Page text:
“TechCrunch and others are reporting that a program called “Carrier IQ” that comes pre-installed on Sprint phones has some pretty amazing spyware capabilities, right down to keylogging everything you do on the phone.”
Last time I wrote about how I switched from Delicious to Google Reader's shared links feature only to find out that week that Google was removing the Google Reader shared links feature in favor of Google Plus social features (I'll save my Google Plus rant for another day).
Forced to find something new again, I'm now very pleased with Tumblr. Google Reader has Tumblr in its preset list of Send To sites which makes it relatively easy to add articles. And Tumblr's UX for adding things lets me easily pick a photo or video to display from the article - something which I had put together with a less convenient UX on my bespoke blogging system. For adding things outside of Google Reader I made a Tumblr accelerator to hookup to the Tumblr Add UX.
Of course they have an RSS feed which I hooked up to my blog. The only issue I had there is that when you add a link (and not a video or photo) to Tumblr, the RSS feed entry title for that link is repeated in the entry description as a link followed by a colon and then the actual description entered into Tumblr. I want my title separate so I can apply my own markup so I did a bit of parsing of the description to remove the repeated title from the description.
From the document: ‘Appendix B. Implementation Report: The encoding defined in this document currently is used for two different HTTP header fields: “Content-Disposition”, defined in [RFC6266], and “Link”, defined in [RFC5988]. As the encoding is a profile/clarification of the one defined in [RFC2231] in 1997, many user agents already supported it for use in “Content-Disposition” when [RFC5987] got published.
Since the publication of [RFC5987], two more popular desktop user agents have added support for this encoding; see http://purl.org/
NET/http/content-disposition-tests#encoding-2231-char for details. At this time, only one major desktop user agent (Safari) does not support it.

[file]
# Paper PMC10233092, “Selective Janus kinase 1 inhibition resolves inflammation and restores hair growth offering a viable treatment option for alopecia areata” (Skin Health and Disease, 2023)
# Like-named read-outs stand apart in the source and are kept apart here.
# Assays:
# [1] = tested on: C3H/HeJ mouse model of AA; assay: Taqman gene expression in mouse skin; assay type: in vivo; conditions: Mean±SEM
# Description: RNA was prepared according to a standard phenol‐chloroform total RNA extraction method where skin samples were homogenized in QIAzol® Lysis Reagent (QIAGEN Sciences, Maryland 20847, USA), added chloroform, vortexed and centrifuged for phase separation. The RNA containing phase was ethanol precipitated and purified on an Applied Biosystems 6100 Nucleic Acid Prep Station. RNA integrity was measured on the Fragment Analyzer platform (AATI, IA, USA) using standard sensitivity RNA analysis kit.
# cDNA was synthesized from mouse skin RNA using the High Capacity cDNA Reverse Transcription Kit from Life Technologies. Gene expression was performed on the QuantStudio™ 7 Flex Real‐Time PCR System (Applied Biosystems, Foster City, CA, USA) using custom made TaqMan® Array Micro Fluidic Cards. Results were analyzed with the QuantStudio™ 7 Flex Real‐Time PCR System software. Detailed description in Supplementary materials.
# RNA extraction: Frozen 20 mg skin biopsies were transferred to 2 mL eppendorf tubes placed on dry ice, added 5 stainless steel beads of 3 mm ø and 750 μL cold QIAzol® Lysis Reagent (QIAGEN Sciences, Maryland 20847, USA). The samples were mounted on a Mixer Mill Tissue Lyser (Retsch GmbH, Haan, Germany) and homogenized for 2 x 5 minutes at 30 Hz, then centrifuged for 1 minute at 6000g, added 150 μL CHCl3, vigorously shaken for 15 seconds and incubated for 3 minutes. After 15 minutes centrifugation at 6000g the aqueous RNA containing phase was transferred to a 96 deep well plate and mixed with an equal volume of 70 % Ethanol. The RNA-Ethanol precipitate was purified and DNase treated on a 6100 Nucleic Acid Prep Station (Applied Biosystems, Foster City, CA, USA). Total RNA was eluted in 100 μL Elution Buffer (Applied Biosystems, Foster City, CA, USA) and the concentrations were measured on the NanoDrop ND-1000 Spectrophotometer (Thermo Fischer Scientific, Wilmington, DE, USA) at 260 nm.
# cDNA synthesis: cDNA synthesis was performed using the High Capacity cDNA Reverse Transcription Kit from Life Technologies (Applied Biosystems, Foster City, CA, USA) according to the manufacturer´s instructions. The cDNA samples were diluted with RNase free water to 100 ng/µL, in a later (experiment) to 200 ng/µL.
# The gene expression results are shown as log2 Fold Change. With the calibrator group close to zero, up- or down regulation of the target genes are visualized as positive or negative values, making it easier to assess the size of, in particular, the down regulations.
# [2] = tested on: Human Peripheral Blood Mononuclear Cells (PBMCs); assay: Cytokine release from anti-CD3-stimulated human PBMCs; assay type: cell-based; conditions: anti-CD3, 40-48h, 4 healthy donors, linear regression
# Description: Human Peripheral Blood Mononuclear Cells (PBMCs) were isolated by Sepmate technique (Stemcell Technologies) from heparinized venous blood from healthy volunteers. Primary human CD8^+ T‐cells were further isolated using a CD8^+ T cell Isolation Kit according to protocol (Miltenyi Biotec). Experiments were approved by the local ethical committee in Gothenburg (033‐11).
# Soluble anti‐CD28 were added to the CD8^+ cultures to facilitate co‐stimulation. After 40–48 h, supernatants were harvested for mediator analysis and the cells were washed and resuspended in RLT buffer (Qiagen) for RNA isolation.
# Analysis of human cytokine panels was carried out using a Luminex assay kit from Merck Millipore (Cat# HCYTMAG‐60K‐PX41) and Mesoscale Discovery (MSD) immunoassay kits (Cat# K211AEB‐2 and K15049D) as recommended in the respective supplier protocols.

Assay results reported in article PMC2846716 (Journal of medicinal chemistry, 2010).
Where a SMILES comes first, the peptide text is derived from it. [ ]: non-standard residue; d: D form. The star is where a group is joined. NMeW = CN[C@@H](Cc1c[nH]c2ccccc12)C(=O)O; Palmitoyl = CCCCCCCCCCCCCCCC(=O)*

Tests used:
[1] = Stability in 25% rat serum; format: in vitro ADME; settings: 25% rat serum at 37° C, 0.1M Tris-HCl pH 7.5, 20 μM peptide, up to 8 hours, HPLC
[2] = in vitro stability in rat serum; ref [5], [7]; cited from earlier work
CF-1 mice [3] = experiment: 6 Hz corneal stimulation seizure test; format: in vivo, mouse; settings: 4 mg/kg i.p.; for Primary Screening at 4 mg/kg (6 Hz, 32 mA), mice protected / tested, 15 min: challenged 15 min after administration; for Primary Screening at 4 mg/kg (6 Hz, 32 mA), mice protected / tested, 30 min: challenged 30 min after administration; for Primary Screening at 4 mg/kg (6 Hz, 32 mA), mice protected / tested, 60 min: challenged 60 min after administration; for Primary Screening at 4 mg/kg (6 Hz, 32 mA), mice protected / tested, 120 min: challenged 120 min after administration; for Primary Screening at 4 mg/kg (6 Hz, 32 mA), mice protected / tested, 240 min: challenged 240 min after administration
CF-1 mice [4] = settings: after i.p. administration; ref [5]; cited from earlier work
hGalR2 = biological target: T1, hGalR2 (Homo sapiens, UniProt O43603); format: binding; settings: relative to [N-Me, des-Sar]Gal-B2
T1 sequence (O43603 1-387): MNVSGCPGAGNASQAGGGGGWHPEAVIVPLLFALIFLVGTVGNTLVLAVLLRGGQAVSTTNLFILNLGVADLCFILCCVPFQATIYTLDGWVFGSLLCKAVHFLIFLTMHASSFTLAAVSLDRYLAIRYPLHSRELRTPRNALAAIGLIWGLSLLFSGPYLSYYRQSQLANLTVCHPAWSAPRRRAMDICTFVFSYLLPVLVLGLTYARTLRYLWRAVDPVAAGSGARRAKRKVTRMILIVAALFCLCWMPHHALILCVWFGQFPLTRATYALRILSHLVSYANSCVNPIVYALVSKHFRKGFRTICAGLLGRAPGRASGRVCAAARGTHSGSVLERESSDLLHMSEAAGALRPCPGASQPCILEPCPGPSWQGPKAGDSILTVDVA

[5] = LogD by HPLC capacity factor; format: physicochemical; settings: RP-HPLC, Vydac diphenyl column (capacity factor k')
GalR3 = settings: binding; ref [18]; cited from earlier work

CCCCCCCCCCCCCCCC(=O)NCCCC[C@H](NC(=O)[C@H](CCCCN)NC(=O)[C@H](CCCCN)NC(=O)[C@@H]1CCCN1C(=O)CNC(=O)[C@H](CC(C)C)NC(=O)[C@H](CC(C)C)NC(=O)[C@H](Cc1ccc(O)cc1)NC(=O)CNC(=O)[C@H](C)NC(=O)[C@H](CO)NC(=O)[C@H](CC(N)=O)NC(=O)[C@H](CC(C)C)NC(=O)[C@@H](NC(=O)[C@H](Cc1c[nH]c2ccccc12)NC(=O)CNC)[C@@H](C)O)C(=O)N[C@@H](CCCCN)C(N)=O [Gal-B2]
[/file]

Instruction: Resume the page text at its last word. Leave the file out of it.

Note that the implementation in Internet Explorer 9 does not support the ISO-8859-1 encoding; this document revision acknowledges that UTF-8 is sufficient for expressing all code points, and removes the requirement to support ISO-8859-1.’
Yay for UTF-8!
Shortly after joining the Internet Explorer team I got a bug from a PM on a popular Microsoft web server product that I'll leave unnamed (from now on UWS). The bug said that IE was handling empty path segments incorrectly by not removing them before resolving dotted path segments. For example UWS would do the following:
In step 1 they are given a URI with dotted path segment and an empty path segment. In step 2 they remove the empty path segment, and in step 3 they resolve the dotted path segment. Whereas, given the same initial URI, IE would do the following:
IE simply resolves the dotted path segment against the empty path segment and removes them both. So, how did I resolve this bug? As "By Design" of course!
The URI RFC allows path segments of zero length and does not assign them any special meaning. So generic user agents that intend to work on the web must not treat an empty path segment any different from a path segment with some text in it. In the case above IE is doing the correct thing.
That's the case for generic user agents, however servers may decide that a URI with an empty path segment returns the same resource as a the same URI without that empty path segment. Essentially they can decide to ignore empty path segments. Both IIS and Apache work this way and thus return the same resource for the following URIs:
The issue for UWS is that it removes empty path segments before resolving dotted path segments. It must follow normal URI procedure before applying its own additional rules for empty path segments. Not doing that means they end up violating URI equivalency rules: URIs (A.1) and (B.2) are equivalent but UWS will not return the same resource for them.
A bug came up the other day involving markup containing
<input type="image" src="http://example.com/.... I knew that "image" was a valid input type but it wasn't until that moment
that I realized I didn't know what it did. Looking it up I found that it displays the specified image and when the user clicks on the image, the form is submitted with an additional two name
value pairs: the x and y positions of the point at which the user clicked the image.
Take for example the following HTML:
If the user clicks on the image, the browser will submit the form with a URI like the following:
<input type="image" name="foo" src="http://deletethis.net/dave/images/davebefore.jpg">
I had previously replaced my use of Delicious with Google Reader. Delicious had a number of issues during their switch over from Yahoo to the new owners and I was eventually fed up enough to remove it from daily use. I used Delicious to do the following things:
Of course I wrote this and switched over about 1 week before Google removed the sharing feature from Google Reader. I'm irritated but in practice it forced me to find a different option which has worked out mostly better. New blog post coming soon about that...